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This is Dec. 12th in my dance inspirations advent calendar. Opened already: December 1st 2nd 3rd 4th 5th 6th 7th 8th 9th 10th 11th
I don’t think I have ever worked so hard or so intensely as I have on the many, many projects that Wayne and I have done together. He’s a genius, and geniuses set off litle whirlwinds of activity around them wherever they go and whatever they do. Wayne’s mind moves so quickly, that it’s dangerous to leave the back-of-an-envelope near him in case he has devised a show, a tour and a gala while you were putting the kettle on. As an example, when I was working as his assistant on the World of Classical Ballet tour, we met after the day’s rehearsals to top-line a number which involved arranging a medley of classical & folk tunes into a five minute collage. It didn’t take much longer than five minutes to decide how to do it. “Fabulous…And if we can have that tomorrow….” said Wayne, as I waved goodbye.

Five minutes to plot, maybe five hours to realise on paper for musicians the following day, which when you start on it at 10pm, is quite a tall order. But that’s what makes working with Wayne such fun, and such a challenge – he always manages the impossible, and you have to rise to the occasion.

We first met when he was choreographing Savoy Suite for ENB in 1993. The music was compiled and arranged by Carl Davis from the ballets and other music by Arthur Sullivan since the ballet was to celebrate the reopening of the Savoy Theatre). Carl would often sit at a desk the back of the studio during rehearsals, making changes to the score on the fly. There were many changes, cuts, interpolations and re-orderings to be done, and as I’d just begun using Logic, this seemed the perfect opportunity to experiment with making a nice clean score, and indeed, it made everyone’s life a lot easier to be able to create a clean score everytime a change was made, rather than have a pile of scribble & crossings-out.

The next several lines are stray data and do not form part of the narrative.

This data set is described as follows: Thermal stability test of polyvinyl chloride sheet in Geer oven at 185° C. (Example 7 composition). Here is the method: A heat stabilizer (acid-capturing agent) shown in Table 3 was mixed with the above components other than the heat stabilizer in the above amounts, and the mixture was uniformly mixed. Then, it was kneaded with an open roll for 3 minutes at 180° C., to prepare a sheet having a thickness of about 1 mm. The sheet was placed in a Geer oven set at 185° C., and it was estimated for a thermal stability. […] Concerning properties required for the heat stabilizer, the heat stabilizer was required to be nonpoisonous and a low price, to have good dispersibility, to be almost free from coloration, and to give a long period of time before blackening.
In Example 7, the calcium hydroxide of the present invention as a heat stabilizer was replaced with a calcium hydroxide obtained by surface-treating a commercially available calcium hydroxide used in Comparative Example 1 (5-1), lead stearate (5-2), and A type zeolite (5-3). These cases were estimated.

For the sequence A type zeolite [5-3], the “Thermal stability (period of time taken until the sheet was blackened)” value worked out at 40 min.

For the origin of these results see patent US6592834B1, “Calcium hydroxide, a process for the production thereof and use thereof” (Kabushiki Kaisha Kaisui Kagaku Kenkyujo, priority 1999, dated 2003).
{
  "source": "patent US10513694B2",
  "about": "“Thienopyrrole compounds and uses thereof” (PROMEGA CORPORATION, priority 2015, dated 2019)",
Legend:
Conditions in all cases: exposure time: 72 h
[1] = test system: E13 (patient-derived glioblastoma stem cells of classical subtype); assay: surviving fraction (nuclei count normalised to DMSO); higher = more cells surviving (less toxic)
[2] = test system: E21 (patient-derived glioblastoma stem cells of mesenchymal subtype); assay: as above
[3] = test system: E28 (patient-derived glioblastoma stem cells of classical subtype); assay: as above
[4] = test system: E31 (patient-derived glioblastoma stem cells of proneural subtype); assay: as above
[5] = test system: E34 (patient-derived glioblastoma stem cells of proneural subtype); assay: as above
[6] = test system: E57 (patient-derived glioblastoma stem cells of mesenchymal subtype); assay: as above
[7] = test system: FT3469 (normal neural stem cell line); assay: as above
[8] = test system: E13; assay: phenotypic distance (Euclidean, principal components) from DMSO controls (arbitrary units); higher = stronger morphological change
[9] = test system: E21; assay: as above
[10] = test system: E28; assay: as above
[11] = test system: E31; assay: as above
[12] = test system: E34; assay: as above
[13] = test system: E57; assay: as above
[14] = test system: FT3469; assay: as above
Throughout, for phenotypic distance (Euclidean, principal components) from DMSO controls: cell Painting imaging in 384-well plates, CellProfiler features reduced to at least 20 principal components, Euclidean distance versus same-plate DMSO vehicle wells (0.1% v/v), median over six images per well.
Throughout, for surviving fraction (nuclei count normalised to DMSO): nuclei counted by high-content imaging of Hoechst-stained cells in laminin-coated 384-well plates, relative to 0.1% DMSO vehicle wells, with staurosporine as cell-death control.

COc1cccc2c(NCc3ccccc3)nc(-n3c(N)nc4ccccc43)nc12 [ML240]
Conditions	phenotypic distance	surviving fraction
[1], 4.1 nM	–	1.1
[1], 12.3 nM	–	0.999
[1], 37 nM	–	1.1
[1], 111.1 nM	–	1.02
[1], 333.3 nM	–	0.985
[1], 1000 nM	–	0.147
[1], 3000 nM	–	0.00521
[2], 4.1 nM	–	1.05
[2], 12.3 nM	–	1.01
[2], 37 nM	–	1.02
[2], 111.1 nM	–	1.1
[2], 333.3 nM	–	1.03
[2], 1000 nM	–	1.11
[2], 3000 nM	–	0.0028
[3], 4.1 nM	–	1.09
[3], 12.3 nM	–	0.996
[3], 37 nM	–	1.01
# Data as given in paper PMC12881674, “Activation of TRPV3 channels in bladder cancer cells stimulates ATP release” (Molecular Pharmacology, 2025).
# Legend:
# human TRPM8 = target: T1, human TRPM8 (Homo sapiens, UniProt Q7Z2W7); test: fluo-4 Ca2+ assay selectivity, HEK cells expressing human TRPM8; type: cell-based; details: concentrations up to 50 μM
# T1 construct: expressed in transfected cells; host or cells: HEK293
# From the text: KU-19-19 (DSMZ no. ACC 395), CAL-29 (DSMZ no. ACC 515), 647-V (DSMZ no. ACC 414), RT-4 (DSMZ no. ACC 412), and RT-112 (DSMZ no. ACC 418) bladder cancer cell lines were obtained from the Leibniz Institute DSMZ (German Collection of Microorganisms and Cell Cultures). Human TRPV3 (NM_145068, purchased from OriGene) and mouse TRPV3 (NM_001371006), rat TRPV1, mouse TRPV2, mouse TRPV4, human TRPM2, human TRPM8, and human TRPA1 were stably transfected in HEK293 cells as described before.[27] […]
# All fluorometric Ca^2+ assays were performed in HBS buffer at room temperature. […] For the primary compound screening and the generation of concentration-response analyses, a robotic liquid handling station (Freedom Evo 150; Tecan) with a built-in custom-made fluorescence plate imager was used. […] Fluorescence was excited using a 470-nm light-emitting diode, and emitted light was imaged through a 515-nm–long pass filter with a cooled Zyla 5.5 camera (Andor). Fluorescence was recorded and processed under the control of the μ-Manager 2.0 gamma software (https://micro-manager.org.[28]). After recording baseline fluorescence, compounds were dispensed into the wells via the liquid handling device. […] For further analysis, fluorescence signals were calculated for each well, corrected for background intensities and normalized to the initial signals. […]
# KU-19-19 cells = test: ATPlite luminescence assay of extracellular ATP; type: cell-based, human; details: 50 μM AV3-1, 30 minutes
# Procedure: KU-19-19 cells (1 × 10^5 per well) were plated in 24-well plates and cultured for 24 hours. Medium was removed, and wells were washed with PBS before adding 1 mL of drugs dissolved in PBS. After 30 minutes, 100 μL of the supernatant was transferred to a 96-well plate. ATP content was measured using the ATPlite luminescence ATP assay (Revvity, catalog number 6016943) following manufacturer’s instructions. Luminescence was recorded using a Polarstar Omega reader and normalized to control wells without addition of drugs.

When I came back from Berlin in 1997, I had a really ghastly period when I wasn’t sure what was going to happen next, and so I temped for a few months. I’d just accepted a second long-term contract with a very nice company, the North British Housing Association, when the phone rang. It was Wayne Sleep, asking if I could do his next tour. It was a hilarious meeting – when I arrived at his house, he said “Oh it’s you! I’m so glad!”. He’d had my number but couldn’t remember who I was, but as he needed a musician desperately,thought he’d ring it anyway and see who turned up. So just like the movies, I packed in the day-job, and the rest is history.

It was through working with Wayne that I realised how much choreographers are actually composers. Whenever we’ve got together to arrange music for one of his numbers, it is he who makes the decisions about how things build up, how many times they’re repeated, where the tempo changes are, how it should begin and end and so on. That may seem obvious – he’s the choreographer, after all – but all these decisions affect the musical structure, and to the extent that formal structure is a vital component of composition, it’s the choreographer who’s the composer. I’ve never known Wayne to make a bad choice in this respect. When we first worked on things like this, it could be painful – I would know that I’d have to come back with changes again and again. Then things got easier, and I said “It’s funny, Wayne, this process seems to take less time than it used to”. “That is because”, he said with faux pomposity, “You’ve finally realised I’m RIGHT!”.

He was joking, but it’s actually true – in my experience, he and many other choreographers are far better judges of structure & timing than composers, because working with visuals is more demanding than with sound. Getting to know the secrets of good timing & structure from Wayne has been a wonderful learning curve. When earlier this year the ‘first draft’ of a piece we were doing for a charity evening turned out to be right first time, I felt enormous satisfaction & pride.

Wayne is a master of the one-liner, particularly when he doesn’t really intend to be funny: one of my favourites involves a very difficult tap-number he was doing at a gala. He had asked me to put down the music on tape for him so that he could rehearse “And can you do a really slow version, too, because it’s very hard.”
“And would you like a medium version as well?”
“No! I haven’t got time for medium, the show’s on saturday. Just a slow and a fast one will be fine”.

Wayne Sleep Dance Scholarship site.

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Jonathan Still, ballet pianist